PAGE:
First-time buyers received a small boost with a new shared equity scheme, but industry experts question whether it will have a significant impact. The FirstBuy scheme will be available for a year to 10,000 first-time buyers looking for a new-build property, which could inject £250m into the sector.
Critics pointed out that George Osborne was in fact revising a measure similar to one which he scrapped after last year's general election, which had been introduced by Labour.
First-time buyers have struggled to get on the property ladder since banks started to demand bigger deposits. Most in the industry gave a cautious thumbs-up, but its impact is likely to be limited. Even if the maximum number of 10,000 applied in the first month, this only equates to one-third of the 29,923 mortgages approved in February.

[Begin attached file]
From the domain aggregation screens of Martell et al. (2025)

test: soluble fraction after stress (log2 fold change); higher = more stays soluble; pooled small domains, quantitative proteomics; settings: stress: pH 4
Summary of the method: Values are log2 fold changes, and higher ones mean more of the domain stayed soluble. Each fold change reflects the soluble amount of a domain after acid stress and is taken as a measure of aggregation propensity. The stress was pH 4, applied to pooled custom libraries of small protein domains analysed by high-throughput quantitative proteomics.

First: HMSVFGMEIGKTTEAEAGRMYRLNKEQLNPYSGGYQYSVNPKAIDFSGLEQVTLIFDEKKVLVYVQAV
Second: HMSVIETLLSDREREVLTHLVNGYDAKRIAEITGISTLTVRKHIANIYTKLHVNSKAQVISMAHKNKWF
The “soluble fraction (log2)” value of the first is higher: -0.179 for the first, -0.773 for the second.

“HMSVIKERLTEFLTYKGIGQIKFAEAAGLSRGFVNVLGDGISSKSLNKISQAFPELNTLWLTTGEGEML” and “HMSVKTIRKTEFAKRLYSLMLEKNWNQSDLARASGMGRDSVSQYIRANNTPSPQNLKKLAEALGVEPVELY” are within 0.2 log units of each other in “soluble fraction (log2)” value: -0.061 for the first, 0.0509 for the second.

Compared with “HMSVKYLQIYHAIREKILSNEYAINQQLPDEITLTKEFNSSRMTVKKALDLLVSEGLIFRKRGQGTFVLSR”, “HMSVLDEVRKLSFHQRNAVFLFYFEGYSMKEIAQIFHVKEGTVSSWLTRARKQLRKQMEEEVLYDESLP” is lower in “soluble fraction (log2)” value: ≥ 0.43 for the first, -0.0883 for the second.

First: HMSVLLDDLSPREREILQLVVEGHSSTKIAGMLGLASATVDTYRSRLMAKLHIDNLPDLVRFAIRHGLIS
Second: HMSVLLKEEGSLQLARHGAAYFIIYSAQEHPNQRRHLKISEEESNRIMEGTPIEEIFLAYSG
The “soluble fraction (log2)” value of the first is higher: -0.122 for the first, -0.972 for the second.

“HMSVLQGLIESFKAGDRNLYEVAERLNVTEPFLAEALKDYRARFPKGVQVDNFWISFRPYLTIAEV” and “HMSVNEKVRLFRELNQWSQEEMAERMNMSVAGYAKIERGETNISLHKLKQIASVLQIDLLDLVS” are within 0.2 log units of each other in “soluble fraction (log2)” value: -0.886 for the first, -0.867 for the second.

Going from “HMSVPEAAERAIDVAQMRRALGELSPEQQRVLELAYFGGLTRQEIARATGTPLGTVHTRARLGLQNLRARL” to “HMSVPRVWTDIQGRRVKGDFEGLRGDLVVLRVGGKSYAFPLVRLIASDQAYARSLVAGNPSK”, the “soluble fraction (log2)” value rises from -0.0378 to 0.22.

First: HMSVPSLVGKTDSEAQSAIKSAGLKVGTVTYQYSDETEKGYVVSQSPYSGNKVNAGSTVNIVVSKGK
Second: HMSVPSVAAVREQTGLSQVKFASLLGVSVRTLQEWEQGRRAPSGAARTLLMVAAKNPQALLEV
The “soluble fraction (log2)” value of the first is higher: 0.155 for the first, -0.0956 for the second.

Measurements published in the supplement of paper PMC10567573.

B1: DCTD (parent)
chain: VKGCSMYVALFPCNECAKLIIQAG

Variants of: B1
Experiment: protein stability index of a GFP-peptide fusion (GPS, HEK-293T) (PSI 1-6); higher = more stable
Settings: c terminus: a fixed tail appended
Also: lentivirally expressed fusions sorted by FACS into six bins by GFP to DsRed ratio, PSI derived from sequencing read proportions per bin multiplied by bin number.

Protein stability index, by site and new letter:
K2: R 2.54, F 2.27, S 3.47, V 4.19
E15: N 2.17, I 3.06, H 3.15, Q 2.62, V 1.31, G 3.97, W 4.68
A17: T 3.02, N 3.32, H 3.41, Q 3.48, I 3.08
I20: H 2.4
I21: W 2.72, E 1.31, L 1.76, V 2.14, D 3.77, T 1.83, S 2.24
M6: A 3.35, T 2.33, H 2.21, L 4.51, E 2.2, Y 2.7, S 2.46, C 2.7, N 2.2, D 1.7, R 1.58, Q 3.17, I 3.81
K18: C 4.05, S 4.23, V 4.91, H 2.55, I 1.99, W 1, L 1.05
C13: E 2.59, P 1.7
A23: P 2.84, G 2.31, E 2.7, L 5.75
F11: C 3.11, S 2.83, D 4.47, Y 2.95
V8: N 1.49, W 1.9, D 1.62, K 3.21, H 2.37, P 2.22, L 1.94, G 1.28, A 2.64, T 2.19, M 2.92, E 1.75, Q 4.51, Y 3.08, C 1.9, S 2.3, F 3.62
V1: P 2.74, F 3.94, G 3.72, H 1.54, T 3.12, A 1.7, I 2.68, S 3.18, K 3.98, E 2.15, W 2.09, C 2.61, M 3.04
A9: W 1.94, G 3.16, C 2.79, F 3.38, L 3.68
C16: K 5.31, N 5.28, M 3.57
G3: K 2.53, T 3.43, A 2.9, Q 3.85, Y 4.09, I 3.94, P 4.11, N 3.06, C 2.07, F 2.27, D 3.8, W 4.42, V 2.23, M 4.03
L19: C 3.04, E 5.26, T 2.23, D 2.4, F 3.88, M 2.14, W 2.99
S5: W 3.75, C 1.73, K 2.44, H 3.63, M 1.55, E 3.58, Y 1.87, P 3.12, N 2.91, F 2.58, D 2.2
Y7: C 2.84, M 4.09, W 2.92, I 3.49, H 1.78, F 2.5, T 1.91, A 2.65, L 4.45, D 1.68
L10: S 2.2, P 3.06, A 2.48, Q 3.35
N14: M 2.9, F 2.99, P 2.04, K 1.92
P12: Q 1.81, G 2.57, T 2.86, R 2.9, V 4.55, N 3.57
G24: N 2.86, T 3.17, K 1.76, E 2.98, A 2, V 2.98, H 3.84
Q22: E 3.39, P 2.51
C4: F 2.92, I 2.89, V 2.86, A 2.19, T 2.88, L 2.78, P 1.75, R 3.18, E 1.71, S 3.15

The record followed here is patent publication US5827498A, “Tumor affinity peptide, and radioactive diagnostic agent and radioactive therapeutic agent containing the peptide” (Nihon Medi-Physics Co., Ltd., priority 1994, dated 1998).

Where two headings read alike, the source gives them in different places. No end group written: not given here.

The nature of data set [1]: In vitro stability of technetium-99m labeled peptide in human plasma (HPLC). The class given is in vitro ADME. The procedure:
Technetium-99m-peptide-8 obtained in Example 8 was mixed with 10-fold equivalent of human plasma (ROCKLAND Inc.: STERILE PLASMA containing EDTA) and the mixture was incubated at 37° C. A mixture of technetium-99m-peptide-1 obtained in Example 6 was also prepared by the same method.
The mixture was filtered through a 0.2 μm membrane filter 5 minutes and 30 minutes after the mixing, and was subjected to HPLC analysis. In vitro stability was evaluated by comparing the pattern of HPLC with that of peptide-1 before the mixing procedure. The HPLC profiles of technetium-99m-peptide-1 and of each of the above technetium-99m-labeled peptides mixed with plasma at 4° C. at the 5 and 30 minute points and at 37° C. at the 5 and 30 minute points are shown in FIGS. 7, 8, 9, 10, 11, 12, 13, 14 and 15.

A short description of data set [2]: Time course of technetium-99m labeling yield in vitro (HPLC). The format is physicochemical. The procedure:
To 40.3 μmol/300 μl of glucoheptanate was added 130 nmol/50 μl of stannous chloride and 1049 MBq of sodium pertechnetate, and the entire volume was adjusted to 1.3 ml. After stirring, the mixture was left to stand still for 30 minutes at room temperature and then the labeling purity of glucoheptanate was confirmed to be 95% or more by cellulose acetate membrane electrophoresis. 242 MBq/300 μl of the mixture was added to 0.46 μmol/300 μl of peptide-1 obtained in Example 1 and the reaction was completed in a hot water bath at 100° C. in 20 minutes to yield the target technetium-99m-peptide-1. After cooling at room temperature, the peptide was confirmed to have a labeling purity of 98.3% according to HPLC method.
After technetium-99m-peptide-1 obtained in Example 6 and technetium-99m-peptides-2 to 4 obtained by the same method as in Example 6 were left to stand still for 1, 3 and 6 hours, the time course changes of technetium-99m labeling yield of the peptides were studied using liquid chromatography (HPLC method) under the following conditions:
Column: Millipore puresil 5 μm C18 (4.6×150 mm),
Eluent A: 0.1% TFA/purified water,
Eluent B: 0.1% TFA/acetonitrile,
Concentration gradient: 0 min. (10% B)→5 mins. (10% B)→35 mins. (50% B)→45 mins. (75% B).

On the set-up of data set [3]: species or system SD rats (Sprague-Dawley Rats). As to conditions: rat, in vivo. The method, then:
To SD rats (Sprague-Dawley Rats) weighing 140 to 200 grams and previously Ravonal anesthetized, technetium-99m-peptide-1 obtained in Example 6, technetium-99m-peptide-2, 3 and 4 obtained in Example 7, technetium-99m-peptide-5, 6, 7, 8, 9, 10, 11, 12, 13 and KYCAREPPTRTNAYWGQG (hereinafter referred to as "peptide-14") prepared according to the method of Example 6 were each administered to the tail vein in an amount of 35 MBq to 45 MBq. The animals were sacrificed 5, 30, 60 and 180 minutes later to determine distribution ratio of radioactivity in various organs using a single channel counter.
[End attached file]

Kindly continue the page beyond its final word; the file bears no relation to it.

Buyers will have to stump up a deposit worth 5 per cent. The Government and housebuilders would put in a 10 per cent deposit each, enabling the first time buyer to qualify for a 75 per cent loan-to-value mortgage. For those earning less than £60,000, the equity loan will be interest-free for five years.